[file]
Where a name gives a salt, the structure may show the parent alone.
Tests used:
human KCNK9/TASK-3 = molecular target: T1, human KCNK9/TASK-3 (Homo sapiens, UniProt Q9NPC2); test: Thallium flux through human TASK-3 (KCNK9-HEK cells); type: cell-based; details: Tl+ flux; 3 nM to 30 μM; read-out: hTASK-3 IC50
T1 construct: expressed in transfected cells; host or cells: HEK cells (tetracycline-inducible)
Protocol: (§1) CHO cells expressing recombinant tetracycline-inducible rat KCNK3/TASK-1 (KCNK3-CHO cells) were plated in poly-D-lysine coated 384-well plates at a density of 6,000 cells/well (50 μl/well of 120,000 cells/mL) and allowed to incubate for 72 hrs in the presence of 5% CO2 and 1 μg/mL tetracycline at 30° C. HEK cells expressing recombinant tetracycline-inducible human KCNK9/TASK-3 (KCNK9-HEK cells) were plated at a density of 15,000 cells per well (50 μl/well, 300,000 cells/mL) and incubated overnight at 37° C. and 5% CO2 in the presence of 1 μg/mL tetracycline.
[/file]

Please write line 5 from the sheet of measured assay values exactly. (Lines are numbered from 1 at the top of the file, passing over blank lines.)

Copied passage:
Protocol: (§1) CHO cells expressing recombinant tetracycline-inducible rat KCNK3/TASK-1 (KCNK3-CHO cells) were plated in poly-D-lysine coated 384-well plates at a density of 6,000 cells/well (50 μl/well of 120,000 cells/mL) and allowed to incubate for 72 hrs in the presence of 5% CO2 and 1 μg/mL tetracycline at 30° C. HEK cells expressing recombinant tetracycline-inducible human KCNK9/TASK-3 (KCNK9-HEK cells) were plated at a density of 15,000 cells per well (50 μl/well, 300,000 cells/mL) and incubated overnight at 37° C. and 5% CO2 in the presence of 1 μg/mL tetracycline.